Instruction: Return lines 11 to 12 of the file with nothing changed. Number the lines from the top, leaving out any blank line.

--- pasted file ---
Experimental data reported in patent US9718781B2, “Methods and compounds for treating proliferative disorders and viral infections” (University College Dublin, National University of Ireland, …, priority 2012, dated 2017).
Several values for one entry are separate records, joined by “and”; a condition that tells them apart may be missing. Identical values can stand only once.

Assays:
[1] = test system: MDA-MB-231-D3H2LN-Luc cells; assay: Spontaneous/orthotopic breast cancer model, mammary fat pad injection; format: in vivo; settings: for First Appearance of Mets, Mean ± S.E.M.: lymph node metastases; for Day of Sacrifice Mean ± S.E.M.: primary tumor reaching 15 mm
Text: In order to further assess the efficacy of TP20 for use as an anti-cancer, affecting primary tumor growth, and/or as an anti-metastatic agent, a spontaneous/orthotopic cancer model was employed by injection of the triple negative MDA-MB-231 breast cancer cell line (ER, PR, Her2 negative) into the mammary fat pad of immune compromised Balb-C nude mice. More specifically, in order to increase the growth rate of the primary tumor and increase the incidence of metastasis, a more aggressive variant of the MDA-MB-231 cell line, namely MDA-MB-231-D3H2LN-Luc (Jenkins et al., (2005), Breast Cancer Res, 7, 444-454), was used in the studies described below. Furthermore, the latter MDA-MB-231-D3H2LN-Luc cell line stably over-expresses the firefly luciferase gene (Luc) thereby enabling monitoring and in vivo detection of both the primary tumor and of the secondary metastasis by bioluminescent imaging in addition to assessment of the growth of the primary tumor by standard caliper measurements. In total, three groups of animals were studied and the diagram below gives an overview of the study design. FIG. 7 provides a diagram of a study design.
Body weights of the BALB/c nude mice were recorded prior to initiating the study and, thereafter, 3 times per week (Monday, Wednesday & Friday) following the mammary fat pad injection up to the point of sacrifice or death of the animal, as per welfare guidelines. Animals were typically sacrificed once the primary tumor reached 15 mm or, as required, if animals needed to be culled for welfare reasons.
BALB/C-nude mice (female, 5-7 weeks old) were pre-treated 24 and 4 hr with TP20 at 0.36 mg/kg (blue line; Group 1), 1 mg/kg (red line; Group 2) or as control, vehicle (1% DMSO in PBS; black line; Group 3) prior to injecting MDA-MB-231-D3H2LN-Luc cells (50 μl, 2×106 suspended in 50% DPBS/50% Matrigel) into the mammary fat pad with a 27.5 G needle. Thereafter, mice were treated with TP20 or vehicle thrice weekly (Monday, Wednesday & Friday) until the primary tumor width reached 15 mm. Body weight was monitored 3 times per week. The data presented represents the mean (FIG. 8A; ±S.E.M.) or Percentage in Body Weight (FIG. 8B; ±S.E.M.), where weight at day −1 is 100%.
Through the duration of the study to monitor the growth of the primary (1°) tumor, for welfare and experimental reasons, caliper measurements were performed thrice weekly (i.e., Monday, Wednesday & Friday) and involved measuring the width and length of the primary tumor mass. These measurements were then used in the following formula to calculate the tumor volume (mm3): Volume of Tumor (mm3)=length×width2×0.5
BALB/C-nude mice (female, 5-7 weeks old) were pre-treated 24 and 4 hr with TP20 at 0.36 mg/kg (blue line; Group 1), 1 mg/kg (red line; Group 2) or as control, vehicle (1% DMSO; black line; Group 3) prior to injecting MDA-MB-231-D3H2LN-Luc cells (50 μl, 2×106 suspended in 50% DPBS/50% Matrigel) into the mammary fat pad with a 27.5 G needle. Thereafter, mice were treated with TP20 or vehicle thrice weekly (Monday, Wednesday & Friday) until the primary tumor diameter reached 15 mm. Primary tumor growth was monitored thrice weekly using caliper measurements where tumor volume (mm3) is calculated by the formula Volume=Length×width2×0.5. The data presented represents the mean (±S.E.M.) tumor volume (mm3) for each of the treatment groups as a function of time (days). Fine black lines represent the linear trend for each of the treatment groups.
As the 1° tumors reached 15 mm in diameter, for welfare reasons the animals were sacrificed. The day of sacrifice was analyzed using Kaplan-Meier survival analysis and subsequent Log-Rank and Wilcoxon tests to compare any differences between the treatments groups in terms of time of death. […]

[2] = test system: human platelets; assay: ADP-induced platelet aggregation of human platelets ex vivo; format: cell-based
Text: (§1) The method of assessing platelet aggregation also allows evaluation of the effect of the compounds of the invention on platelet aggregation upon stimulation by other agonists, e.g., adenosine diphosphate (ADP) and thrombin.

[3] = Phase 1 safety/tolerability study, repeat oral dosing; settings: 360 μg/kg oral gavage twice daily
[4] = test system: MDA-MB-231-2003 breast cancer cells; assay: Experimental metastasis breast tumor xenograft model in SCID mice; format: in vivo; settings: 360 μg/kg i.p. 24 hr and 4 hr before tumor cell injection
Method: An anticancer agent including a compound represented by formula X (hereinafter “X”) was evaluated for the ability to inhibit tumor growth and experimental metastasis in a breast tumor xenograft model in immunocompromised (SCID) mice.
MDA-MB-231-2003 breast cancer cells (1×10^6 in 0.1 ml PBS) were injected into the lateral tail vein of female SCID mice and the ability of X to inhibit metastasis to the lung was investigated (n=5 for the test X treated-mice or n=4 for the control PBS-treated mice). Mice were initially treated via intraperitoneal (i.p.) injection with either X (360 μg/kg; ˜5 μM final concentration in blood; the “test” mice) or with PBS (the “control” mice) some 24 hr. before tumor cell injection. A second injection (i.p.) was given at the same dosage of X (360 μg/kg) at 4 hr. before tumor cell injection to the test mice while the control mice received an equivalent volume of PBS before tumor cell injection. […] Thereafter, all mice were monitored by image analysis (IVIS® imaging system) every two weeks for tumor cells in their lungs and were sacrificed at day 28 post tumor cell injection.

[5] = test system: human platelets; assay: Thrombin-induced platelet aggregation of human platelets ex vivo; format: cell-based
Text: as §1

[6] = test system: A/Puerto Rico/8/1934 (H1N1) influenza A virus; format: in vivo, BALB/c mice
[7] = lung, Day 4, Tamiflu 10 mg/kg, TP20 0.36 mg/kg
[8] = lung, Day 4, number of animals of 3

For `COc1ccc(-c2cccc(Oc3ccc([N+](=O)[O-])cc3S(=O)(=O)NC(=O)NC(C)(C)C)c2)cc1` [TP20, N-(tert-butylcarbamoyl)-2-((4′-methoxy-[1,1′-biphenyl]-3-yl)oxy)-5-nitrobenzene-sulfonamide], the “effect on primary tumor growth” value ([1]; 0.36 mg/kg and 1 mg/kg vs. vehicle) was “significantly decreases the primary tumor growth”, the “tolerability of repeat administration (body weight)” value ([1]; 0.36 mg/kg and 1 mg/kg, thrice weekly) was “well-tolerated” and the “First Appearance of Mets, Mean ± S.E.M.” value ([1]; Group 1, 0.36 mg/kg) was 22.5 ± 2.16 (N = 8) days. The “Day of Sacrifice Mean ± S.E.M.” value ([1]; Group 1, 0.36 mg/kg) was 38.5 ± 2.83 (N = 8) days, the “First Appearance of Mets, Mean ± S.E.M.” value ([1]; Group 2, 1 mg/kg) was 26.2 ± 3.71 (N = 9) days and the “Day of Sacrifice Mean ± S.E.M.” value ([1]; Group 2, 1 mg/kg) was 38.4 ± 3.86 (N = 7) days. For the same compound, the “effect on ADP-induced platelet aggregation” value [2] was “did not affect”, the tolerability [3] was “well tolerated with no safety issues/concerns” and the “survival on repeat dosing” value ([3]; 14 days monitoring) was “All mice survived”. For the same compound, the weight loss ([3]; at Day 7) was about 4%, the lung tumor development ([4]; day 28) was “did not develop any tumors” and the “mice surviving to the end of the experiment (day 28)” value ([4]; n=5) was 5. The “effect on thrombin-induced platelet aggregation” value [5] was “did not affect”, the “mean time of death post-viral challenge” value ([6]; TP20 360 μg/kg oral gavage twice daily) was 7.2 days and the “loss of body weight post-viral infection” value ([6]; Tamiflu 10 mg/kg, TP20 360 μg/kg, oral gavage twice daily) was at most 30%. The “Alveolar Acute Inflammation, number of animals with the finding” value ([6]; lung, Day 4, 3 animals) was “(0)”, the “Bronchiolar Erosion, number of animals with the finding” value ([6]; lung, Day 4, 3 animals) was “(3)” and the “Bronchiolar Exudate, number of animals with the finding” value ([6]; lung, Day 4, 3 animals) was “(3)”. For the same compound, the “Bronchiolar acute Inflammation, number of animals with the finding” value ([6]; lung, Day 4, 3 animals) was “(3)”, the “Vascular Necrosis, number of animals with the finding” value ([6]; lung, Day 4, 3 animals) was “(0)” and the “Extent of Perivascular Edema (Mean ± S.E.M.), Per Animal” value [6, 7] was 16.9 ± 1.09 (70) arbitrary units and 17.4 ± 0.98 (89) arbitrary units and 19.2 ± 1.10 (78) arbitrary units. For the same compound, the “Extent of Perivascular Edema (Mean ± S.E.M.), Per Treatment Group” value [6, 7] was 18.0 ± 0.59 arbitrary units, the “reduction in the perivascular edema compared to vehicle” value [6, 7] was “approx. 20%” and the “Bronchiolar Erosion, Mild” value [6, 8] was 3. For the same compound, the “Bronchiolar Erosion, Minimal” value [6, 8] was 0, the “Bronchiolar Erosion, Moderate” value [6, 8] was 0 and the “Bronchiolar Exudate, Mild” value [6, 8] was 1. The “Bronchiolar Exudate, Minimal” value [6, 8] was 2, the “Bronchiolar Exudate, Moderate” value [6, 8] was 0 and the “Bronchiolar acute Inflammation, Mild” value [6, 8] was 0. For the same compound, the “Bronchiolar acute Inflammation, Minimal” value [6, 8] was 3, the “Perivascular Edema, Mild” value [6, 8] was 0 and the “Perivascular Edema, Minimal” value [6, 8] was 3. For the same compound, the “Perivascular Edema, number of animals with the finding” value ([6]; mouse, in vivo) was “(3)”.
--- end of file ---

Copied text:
[2] = test system: human platelets; assay: ADP-induced platelet aggregation of human platelets ex vivo; format: cell-based
Text: (§1) The method of assessing platelet aggregation also allows evaluation of the effect of the compounds of the invention on platelet aggregation upon stimulation by other agonists, e.g., adenosine diphosphate (ADP) and thrombin.